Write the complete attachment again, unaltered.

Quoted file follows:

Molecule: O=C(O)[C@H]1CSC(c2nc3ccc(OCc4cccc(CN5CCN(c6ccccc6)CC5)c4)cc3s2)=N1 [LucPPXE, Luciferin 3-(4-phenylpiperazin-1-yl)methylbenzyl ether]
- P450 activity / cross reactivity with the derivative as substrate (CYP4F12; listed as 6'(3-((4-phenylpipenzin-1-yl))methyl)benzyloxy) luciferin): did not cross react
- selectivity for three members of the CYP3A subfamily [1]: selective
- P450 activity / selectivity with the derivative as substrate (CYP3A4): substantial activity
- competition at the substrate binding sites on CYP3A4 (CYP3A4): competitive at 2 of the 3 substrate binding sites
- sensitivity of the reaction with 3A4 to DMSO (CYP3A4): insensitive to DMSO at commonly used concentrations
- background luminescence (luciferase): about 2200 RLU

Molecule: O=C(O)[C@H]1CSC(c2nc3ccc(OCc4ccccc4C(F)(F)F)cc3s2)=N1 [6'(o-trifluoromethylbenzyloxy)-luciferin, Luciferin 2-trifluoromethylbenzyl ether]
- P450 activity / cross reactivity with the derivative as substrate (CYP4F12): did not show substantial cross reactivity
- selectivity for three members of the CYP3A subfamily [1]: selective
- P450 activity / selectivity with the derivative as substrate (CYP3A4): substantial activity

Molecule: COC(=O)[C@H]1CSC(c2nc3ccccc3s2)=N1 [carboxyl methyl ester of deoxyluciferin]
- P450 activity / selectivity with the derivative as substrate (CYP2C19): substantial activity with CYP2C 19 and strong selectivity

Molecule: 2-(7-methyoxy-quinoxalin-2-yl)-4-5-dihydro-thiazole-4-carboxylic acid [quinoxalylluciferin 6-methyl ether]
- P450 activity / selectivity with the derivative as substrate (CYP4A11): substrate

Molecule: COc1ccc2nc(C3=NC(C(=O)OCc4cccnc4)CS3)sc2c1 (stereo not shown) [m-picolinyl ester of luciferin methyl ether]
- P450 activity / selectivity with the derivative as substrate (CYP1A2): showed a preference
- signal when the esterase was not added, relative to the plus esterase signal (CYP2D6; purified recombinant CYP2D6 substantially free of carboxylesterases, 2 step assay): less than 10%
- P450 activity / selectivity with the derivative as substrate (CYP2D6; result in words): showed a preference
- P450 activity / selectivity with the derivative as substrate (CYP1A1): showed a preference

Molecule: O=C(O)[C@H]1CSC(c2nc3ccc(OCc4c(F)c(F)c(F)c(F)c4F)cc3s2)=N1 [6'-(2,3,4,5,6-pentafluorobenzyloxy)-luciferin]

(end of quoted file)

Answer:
Molecule: O=C(O)[C@H]1CSC(c2nc3ccc(OCc4cccc(CN5CCN(c6ccccc6)CC5)c4)cc3s2)=N1 [LucPPXE, Luciferin 3-(4-phenylpiperazin-1-yl)methylbenzyl ether]
- P450 activity / cross reactivity with the derivative as substrate (CYP4F12; listed as 6'(3-((4-phenylpipenzin-1-yl))methyl)benzyloxy) luciferin): did not cross react
- selectivity for three members of the CYP3A subfamily [1]: selective
- P450 activity / selectivity with the derivative as substrate (CYP3A4): substantial activity
- competition at the substrate binding sites on CYP3A4 (CYP3A4): competitive at 2 of the 3 substrate binding sites
- sensitivity of the reaction with 3A4 to DMSO (CYP3A4): insensitive to DMSO at commonly used concentrations
- background luminescence (luciferase): about 2200 RLU

Molecule: O=C(O)[C@H]1CSC(c2nc3ccc(OCc4ccccc4C(F)(F)F)cc3s2)=N1 [6'(o-trifluoromethylbenzyloxy)-luciferin, Luciferin 2-trifluoromethylbenzyl ether]
- P450 activity / cross reactivity with the derivative as substrate (CYP4F12): did not show substantial cross reactivity
- selectivity for three members of the CYP3A subfamily [1]: selective
- P450 activity / selectivity with the derivative as substrate (CYP3A4): substantial activity

Molecule: COC(=O)[C@H]1CSC(c2nc3ccccc3s2)=N1 [carboxyl methyl ester of deoxyluciferin]
- P450 activity / selectivity with the derivative as substrate (CYP2C19): substantial activity with CYP2C 19 and strong selectivity

Molecule: 2-(7-methyoxy-quinoxalin-2-yl)-4-5-dihydro-thiazole-4-carboxylic acid [quinoxalylluciferin 6-methyl ether]
- P450 activity / selectivity with the derivative as substrate (CYP4A11): substrate

Molecule: COc1ccc2nc(C3=NC(C(=O)OCc4cccnc4)CS3)sc2c1 (stereo not shown) [m-picolinyl ester of luciferin methyl ether]
- P450 activity / selectivity with the derivative as substrate (CYP1A2): showed a preference
- signal when the esterase was not added, relative to the plus esterase signal (CYP2D6; purified recombinant CYP2D6 substantially free of carboxylesterases, 2 step assay): less than 10%
- P450 activity / selectivity with the derivative as substrate (CYP2D6; result in words): showed a preference
- P450 activity / selectivity with the derivative as substrate (CYP1A1): showed a preference

Molecule: O=C(O)[C@H]1CSC(c2nc3ccc(OCc4c(F)c(F)c(F)c(F)c4F)cc3s2)=N1 [6'-(2,3,4,5,6-pentafluorobenzyloxy)-luciferin]